how to drill post holes in solid rock

I need to drill many (50 to 100) 1 1/2" diameter holes 6" deep in solid rock for steel T-posts for a fence and I haven't decided how to go about it.
What type of bit/drill combination would be most cost effective? Electric drill (size?) with core bit? Pneumatic drill with impact bit? Other combo?
The location is far from power so the job would require a portable generator or a compressor if a pneumatic drill was used.
I have a 2hp 20 gallon compressor - would be sufficient to run a pneumatic drill to drill the 1 1/2" holes?
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klim wrote:

Call in the pros with the commercial equipment. It will be a lot cheaper in the long run.
--
Joseph E. Meehan

26 + 6 = 1 It's Irish Math
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I haven't any idea, but know enough to ask if it is granite or shale.
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Rent a core drill?
As suggested, it MIGHT be cheaper to have someone do it. It WOULD be a whole lot easier. You might be opening a bag of snakes.
Steve
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Way back when some friends and I generated a bid for 8' cyclone in extremely rocky soil. A California company came in 40% lower than any other local outfits. We went out to laugh thinking they would not be prepared for local soil conditions. They had a heavy steel dome, inserted approximately 1/4 stick of dynamite. When the charge went off, the lid was upside down next to the hole ready for the next load and the hole was clean to the bottom waiting for the post and concrete.
Don't ever assume the low bidder is nuts. These guys went all over the world setting fence.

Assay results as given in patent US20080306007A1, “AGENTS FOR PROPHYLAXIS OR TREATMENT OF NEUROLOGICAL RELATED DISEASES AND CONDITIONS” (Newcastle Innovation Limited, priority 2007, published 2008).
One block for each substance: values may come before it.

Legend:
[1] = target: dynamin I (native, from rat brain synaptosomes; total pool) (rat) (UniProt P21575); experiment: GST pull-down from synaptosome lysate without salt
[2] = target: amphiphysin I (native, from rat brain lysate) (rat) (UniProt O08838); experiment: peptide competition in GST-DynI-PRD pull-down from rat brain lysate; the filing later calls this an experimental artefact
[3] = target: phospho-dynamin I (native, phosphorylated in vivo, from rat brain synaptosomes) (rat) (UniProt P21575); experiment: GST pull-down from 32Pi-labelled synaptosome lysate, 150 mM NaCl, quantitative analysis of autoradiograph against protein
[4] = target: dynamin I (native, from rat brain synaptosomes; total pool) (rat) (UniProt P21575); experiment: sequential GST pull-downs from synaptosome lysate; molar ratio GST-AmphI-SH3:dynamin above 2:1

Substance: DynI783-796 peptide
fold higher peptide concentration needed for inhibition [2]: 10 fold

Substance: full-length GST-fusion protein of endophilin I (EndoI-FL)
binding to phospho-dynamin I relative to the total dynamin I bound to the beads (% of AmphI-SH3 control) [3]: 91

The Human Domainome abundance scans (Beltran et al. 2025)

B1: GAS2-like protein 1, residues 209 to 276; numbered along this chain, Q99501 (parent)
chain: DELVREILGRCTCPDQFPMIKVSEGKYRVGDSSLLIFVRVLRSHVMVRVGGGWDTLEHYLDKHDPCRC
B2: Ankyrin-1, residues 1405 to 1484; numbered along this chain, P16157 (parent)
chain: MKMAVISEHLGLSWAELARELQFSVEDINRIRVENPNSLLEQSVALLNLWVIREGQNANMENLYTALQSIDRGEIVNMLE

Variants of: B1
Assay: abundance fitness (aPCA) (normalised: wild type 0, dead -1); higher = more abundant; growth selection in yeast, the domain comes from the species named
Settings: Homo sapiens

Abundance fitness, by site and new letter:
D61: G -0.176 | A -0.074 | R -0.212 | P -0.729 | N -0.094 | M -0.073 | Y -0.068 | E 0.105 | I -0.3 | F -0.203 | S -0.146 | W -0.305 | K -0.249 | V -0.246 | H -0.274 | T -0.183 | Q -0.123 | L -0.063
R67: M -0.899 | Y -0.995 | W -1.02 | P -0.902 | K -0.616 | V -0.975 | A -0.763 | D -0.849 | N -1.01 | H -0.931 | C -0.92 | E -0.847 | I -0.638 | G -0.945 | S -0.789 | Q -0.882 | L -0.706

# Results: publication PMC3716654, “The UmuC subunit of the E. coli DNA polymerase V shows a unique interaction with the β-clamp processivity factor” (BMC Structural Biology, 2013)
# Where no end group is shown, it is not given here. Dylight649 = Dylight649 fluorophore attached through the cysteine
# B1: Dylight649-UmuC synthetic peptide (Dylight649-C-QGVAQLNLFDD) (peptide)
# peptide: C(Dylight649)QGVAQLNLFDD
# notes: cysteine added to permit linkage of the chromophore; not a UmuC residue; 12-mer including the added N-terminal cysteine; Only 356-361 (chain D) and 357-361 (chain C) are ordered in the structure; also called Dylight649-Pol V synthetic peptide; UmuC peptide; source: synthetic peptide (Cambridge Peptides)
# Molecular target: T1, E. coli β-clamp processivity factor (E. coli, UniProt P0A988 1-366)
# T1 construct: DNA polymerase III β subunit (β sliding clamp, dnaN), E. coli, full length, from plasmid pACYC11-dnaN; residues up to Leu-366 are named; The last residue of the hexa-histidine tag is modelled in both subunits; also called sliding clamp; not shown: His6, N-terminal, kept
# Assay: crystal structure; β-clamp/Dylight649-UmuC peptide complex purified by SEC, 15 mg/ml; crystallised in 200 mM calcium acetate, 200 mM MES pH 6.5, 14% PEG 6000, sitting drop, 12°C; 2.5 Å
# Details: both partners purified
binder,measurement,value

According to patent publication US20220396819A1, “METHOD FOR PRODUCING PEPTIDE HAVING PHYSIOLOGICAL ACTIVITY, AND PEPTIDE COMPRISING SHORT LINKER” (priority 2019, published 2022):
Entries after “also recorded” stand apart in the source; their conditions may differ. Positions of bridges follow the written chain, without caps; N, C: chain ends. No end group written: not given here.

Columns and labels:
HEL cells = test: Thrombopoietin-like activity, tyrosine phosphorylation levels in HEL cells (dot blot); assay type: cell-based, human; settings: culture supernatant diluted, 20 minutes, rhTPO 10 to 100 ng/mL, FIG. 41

^^^^^^^^^^^^^^^^^^^^^^^^^^^^^^^^ Keep the whole world singing. . . . DanG

in
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Rent an 90 cfm air compressor and a drifter drill. Most equipmet rental companies rent these items. Get a drill bit to fit the drifter that is equal in diameter as the maximum size as your post. Then drill by going down about 6 inches and lifting the drill to within 1" of the top of the hole. continue this until you reach the plan depth of your hole. Once at the bottom flip the lever of the air drill to blow out the hole. There are usually three positions for the operating lever on the drifter drill. There is one that shuts it off. One that drills the hole and one that blows air to the bottom of the hole to clean out the cuttings. It is important that when you rent the drill, you show rent two drill bits. One is to be used to drill and the other is to be used in case you lock up the first drill bit. If the first bit gets locked in the hole, then simply use the second bit to drill beside the other bit to relieve the pressure and remove the bit. Wear heavy duty clothing and steel toe shoes when working. Safety glasses are best due to the fact that the high pressure air will blow cuttings into your face.
Make a plywood template that you can secure to the ground with your foot or other item to hold the bit in place on unlevel ground. Becareful not to let the plywood spin and cause injury.
Spend some time and plan a safe work experience. Expect the work to be very energy consuming. Watch for hand injury due to the vibration of the drill.
Good luck.

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